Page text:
I looked up to see a flushed Ramesh, excitement oozing out of his every pore. His eyes were the eyes of one who has passed through the furnace, and he was vibrating gently, as if he had swallowed a small auxiliary engine.

“I’ve found him!” declared Ramesh dramatically.

In spite of myself, I felt a stir of excitement within me. “Are you sure?” I asked quickly.

“Yes, yes!” replied Ramesh impatiently. “He’s three compartments behind ours! He’s got on a thick – very thick – beard!”

I was doubtful. “If you haven’t even seen his face ho can you be sure he’s your quarry?”

Ramesh assumed the air of one talking to an idiot. “That’s why he’s got such a thick beard on, silly! So that nobody can see his face and recognize him! It’s a very effective disguise!”

Ramesh can be very convincing when he wants to. “Perhaps you’re right,” I conceded, though a bit doubtfully. “So what do you propose to do? Inform the staff?”

“First, we’ll have to trap and expose him,” said Ramesh. “Otherwise, we won’t be believed – we’ve no proof.”

Alarm bells began tingling in my head. “And how do you plan to expose him?” I asked quickly, sensing trouble.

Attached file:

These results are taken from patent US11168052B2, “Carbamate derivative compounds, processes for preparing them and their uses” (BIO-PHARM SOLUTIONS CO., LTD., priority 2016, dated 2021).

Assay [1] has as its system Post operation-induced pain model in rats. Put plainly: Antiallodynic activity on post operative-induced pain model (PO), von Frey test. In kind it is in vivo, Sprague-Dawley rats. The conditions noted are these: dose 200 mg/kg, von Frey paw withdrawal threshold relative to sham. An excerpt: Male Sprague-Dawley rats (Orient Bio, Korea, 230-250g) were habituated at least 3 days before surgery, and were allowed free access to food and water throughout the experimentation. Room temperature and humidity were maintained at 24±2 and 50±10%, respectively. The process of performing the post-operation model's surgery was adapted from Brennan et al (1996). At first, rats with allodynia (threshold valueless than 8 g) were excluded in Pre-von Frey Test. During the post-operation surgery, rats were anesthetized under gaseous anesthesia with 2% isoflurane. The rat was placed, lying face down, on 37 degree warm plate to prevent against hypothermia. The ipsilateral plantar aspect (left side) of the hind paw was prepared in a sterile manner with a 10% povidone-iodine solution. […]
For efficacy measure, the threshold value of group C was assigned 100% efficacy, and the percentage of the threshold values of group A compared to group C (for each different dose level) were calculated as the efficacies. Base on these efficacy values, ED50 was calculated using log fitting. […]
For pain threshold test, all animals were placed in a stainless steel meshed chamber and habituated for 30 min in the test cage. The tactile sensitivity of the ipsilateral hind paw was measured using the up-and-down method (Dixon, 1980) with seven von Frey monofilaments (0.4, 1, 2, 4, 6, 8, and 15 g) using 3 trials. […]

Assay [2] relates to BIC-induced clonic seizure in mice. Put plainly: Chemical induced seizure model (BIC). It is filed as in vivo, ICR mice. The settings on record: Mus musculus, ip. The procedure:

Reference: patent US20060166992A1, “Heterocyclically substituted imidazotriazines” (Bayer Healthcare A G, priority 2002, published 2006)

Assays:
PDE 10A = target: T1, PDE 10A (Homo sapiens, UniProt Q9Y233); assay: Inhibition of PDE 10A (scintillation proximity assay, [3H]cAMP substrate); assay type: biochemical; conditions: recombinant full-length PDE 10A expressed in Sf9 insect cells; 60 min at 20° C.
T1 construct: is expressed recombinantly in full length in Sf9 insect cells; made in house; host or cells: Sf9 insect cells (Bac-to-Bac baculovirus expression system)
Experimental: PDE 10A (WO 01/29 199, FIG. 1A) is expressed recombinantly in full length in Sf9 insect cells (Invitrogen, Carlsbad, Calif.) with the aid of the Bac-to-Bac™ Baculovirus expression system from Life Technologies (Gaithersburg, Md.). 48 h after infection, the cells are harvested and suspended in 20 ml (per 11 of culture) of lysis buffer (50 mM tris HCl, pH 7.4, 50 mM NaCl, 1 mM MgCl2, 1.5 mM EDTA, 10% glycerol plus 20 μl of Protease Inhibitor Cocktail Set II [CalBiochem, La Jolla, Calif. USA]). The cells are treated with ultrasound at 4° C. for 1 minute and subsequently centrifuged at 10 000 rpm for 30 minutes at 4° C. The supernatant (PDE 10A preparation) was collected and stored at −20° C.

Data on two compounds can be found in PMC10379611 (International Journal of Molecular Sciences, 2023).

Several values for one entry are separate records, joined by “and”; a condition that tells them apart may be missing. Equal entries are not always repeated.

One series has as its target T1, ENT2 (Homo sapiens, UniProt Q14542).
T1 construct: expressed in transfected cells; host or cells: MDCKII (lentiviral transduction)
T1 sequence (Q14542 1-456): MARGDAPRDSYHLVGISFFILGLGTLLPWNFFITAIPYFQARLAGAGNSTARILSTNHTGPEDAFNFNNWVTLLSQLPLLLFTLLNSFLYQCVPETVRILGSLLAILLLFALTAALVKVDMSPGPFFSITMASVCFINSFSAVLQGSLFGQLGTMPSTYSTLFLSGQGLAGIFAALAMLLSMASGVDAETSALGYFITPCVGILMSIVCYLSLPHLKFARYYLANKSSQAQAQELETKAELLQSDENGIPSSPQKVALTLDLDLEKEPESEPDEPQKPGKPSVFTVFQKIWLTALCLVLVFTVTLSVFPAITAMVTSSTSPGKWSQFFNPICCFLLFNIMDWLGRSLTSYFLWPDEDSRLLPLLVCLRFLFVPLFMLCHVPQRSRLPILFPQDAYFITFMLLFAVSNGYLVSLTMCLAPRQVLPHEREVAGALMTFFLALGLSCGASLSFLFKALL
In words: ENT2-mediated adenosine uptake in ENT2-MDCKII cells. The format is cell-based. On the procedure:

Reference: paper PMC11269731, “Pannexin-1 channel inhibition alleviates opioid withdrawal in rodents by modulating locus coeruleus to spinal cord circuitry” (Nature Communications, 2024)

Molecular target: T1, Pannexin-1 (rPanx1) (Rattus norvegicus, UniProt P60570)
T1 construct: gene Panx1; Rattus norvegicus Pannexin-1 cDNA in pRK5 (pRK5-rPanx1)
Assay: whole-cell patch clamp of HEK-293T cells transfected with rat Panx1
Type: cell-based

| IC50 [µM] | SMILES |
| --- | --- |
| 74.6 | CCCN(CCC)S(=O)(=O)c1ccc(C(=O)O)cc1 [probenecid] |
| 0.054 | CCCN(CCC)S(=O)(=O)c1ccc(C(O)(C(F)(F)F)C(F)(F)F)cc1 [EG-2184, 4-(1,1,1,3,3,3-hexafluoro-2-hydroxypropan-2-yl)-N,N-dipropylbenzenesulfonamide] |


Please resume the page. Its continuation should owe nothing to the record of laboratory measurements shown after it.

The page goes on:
Ramesh’s specs glinted dangerously. He lowered his voice to a conspiratorial whisper. “That man’s seat is next to the aisle. I’m going to that compartment, walk down the aisle, and, when I come to his seat, pretend to fall. And, as I fall, I’m going to grab his beard. It’s bound to come off in my hands!”

I was aghast. “You’re crazy!” I exclaimed.

“That’s what they said to Columbus.”

“But – but --,” words failed.

I’m going! Come and see me in action, if you want to.” And, with that, Ramesh sprang out of his seat and moved off.

I jumped to my feet and rushed after him. I had to keep an eye on my lunatic friend. I followed his hurrying figure through two compartments and saw him pause before the entrance of the third. Before I could reach him, I saw Ramesh brace himself and then casually walk through.

With my heart in my mouth, I reached the entrance of the compartment and stopped. It was too late to stop Ramesh and I could only look on helplessly.
Ramesh was walking casually down the aisle, swaying slightly with the movement of the train. I ran my eyes quickly down both sides of the aisle and then caught my breath as I saw, half-way down the compartment, to my right, a thick, heavily-bearded man, leaning back on his reclining seat, his eyes closed This sleeping figure had to be the man Ramesh was referring to! As I recalled Ramesh’s words, it struck me that such a thick beard did seem a bit unnatural. Perhaps Ramesh was right after all!

As Ramesh reached the sleeping figure, I suspended breathing. Suddenly, the train swayed rather markedly and Ramesh, taking advantage of the situation, catapulted onto the sleeping figure! His flailing left hand brushed over the man’s face and grabbed his beard!

Beardy woke up with a piercing shriek!

Next time: A careful inspection of beards!